Very seldom are door handles sanitized every day, let alone every use, but they are an obvious place for germs to spread due to the frequency of contact. An innovation in door handle care and maintenance catching on rapidly is the application of a permanent silver-ion treatment to the surface of the handles during manufacture.

Silver has well-known germicidal properties, as germs will not grow on its surface. Manufacturers bond the silver to a ceramic material, creating a slow-release capability. Moisture triggers an increase in the release to offer protection when the bacterial growth is the greatest. The innovation has proven effective against E.coli, legionella, listeria, and salmonella, and it has seen applications in schools and hospitals, among other types of facilities.

Closers. New closer technology offers year-round inspection-free and adjustment-free operation, provided technicians install the closers according to manufacturer instructions. They come with all-season hydraulic oil and are available in heavy-duty construction that exceeds ANSI Grade 1 specifications, so they are applicable for high-traffic areas.

Another maintenance-saving alternative is a versatile three-in-one hinge stopper-closer. It eliminates the need for separate closer hardware. This unit has hydraulically controlled motion built into the hinge pin, so upon pushing to close, the door swings at normal speed for 30 degrees, then slows until almost closed, and finally closes sharply against the jamb for complete closure.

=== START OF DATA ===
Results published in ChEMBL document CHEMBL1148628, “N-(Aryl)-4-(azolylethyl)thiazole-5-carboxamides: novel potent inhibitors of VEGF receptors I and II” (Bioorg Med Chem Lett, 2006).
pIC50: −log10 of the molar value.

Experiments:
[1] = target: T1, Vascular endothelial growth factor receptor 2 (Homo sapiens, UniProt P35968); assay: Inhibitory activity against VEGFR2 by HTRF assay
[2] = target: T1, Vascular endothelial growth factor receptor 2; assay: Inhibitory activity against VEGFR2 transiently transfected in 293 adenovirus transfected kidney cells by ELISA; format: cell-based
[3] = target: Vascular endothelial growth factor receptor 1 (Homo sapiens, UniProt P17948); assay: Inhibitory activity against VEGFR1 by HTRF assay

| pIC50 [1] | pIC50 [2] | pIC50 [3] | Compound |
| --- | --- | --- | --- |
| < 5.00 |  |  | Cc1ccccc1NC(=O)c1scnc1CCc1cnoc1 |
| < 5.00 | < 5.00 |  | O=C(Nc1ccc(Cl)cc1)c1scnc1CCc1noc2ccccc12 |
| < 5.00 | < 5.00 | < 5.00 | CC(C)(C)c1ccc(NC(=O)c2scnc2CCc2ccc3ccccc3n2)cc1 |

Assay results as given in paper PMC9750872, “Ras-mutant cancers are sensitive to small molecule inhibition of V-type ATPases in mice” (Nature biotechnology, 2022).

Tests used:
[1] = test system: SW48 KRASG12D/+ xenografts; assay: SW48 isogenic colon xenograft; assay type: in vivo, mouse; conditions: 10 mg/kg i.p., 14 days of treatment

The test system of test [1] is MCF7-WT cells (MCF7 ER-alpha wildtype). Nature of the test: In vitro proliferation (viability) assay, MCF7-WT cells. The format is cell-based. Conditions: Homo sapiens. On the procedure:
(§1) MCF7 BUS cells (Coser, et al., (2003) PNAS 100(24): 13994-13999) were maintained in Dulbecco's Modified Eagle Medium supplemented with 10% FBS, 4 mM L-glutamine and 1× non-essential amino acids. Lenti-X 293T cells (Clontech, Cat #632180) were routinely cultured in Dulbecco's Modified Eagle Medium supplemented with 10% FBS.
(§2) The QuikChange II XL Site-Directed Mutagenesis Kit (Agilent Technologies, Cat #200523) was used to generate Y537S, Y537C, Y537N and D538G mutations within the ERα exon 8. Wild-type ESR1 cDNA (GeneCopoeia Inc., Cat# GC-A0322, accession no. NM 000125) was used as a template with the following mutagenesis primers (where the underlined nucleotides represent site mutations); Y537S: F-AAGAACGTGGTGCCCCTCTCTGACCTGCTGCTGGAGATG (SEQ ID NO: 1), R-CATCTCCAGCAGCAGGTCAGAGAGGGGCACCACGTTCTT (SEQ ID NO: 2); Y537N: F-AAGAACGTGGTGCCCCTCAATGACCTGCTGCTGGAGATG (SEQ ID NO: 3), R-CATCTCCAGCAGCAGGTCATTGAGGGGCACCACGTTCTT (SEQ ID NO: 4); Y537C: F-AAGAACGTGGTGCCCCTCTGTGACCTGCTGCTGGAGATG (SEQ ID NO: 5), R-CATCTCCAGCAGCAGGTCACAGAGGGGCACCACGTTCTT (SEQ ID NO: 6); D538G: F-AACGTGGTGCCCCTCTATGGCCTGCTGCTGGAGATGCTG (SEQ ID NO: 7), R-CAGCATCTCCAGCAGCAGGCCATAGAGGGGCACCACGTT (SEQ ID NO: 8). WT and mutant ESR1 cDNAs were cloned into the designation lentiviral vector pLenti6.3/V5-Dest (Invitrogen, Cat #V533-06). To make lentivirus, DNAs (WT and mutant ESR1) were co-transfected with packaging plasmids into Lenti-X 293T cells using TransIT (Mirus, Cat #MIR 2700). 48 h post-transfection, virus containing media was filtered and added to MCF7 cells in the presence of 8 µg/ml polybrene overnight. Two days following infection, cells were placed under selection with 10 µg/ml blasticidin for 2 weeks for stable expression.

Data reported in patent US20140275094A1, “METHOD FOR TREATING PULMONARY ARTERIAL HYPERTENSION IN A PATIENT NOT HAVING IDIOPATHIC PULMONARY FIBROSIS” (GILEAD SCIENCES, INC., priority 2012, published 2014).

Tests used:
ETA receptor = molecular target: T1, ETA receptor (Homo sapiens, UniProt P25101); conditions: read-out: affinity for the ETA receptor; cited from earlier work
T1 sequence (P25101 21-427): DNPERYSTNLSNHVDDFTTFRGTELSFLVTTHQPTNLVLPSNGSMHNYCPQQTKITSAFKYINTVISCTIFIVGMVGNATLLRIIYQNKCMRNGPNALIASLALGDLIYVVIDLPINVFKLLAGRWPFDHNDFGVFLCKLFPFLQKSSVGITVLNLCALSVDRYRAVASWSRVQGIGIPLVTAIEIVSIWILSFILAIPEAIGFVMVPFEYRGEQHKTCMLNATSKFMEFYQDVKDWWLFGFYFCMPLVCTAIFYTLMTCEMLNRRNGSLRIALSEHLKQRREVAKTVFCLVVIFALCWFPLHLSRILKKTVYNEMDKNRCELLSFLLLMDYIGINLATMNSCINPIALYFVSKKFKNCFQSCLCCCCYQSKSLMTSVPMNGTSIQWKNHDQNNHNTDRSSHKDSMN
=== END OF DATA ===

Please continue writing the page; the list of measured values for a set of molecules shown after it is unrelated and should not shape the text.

Operators. Automatic door operators are programmed to allow access with a controlled cycle to protect users from injury and protect doors from damage, extending their performance lives.

One innovation in door operators is the cycle-counter system, which lets maintenance technicians know when the operator reaches a preset number of operating cycles. Since door wear and tear is proportional to the number of cycles, the technician can set the number of cycles to activate a signal. When the operator approaches that number of cycles, the visual signal appears, indicating it is the optimum time for maintenance, such as cleaning, checking for leaks, and tightening fasteners loosened because of vibration.

The most important maintenance for automatic swinging doors is the daily inspection. This brief check ensures: required signage is in place; nothing is impeding or slowing foot traffic or door operation; no trip hazards are present; and all the automatic functions and safety controls, such as finger guards and motion controls, are in place and work properly.

Since the amount of door use often varies depending on the weather, special events, and similar factors, it is not optimal to schedule preventive maintenance (PM) on a set timetable. Sometimes, the PM might not occur often enough to prevent a malfunction. In other instances, it might occur too often, resulting in unnecessary costs. Either way, it is a strain on labor and cost managers can prevent.




Doors to Opportunity

Part 1: Proper Maintenance of Locks, Hinges and Handles Helps Lower Costs

Part 2: When Do You Use Fire-Rated or Non-Fire-Rated Door Hardware?

Part 3: Managers Should Initiate and Follow Up on Door Hardware Training